FMR: Turkey Breast and Roasted Pumpkin

Just wanted to remind you all keen on sending me your pumpkin recipes, today is the final day for all your entries.

Here's mine!

There are so many things one can make with pumpkins. However one always tends to stick with the muffins, pies and soup. I know I often do too.

Let's play a game! I'll say a word and you say the first thing that comes to mind, OK?


See! How many of you thought "Pumpkin Pie" as the first thing. Or soup? C'mon folks at the back there lemme see your hands too!

No, now don't go hiding your soups and pie dishes from me! I can never get enough of the stuff and am always on the look out for new adaptations to a good pie. Especially now when the season is just right. Besides that, any recipe with this extremely healthy ingredient is good enough to eat - LOL!

Pumpkin (Winter Squash)
Pumpkins or Winter Squash belong to the Cucurbitaceae family and are related to the melon and cucumber. Did you know that? So, when I read that, I was wondering what is a pumpkin then, a fruit or a vegetable? Can you tell me?

Pumpkins are available from October through to March, but the actual season for them is October to November.
They come in a large variety and range in color, size, shape and even taste. Due to the protective hard skin, they have a storage life of 6 months (I have never stored a pumpkin for that long!).

They are usually red in color, however you will certainly also find some that are yellow or green. Pumpkins taste creamy, sweet and nutty and can be used in a variety of dishes - sweet and savory.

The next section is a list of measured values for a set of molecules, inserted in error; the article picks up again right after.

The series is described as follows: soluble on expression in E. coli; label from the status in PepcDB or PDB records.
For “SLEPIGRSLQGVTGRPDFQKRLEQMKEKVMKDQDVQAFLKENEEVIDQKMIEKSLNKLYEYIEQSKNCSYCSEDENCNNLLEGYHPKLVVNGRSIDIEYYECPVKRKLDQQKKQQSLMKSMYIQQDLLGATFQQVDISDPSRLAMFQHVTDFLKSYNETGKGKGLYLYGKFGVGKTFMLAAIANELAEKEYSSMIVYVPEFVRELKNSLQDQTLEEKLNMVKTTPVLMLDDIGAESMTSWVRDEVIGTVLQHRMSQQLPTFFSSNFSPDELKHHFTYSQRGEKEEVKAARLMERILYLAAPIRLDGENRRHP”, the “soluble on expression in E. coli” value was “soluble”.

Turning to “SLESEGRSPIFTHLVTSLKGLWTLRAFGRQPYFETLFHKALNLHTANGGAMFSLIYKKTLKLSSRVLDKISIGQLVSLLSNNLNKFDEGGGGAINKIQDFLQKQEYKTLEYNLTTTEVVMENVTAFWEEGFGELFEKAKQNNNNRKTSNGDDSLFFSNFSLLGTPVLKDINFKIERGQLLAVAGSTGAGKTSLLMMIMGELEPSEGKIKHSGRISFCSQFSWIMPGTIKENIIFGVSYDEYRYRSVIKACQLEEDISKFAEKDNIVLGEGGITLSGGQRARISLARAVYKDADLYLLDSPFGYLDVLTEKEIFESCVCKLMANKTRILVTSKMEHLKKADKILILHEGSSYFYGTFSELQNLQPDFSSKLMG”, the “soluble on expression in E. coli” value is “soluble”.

They also contain high levels of antioxidants and carotenes, especially vitamin A, C and E, and can lower cancer risk, heart disease, cataracts and strokes. The bright orange color reveals that it is loaded with beta carotene which helps us fight free radicals. What's more, Pumpkins are really low calorie food.

They are also a very good source of folate and omega-3 fatty acids.

Selecting and Storing
It is important to select winter squash before buying very carefully, as it is easily prone to decay. You should go for those that are heavy for their size and firm. The rinds should be dull and not glossy. Soft rinds indicate that the pumpkin is watery and might therefore lack flavor.

Winter squash have a longer storage life and depending on the type you buy, they can be stored for between a week to 6 months. They should not be exposed to direct light or extreme heat or cold.

Once cut, store in the fridge wrapped in cling film or plastic wrap. They should keep for one or two days. If you want to freeze these, the best way is to cut and portion them in individual recipe sizes and freeze in airtight containers.

For my recipe I used my favorite type - the Hokkaido pumpkin. There are two varieties of Hokkaido pumpkin. One has a deep orange color and the other has a light green skin. Hokkaido pumpkins have a tough outer skin and are very sweet inside. I used the one with the bright orange skin.

For the Pumpkin theme of From My Rasoi, I present a wonderful dish. Lovely succulent turkey breast in a wonderfully creamy sauce spiced with the flavors of ginger, turmeric and star-anise. Topped off with soft roasted pumpkin chunks.

Events on WFLH:
Mixology Monday: Exotic Drinks - Deadline October 16
Monthly Mingle: Take Two - Deadline October 12

Music while Cooking

Christina Aguilera - Ain't No Other Man - New on my iPod
Album: Back To Basics

* Artwork and music courtesy of iTunes


2 onions - finely chopped
1 garlic clove - finely chopped
30 g ginger - finely chopped
1-2 fresh bay leaves - cut into strips
600 g Turkey breast
Salt, pepper and sugar
4 tablespoons oil
1-2 teaspoons turmeric powder
200 g cream
5 Star-anise
800 g pumpkin - peeled, cleaned and cut into cubes
lime juice from 1/2 lime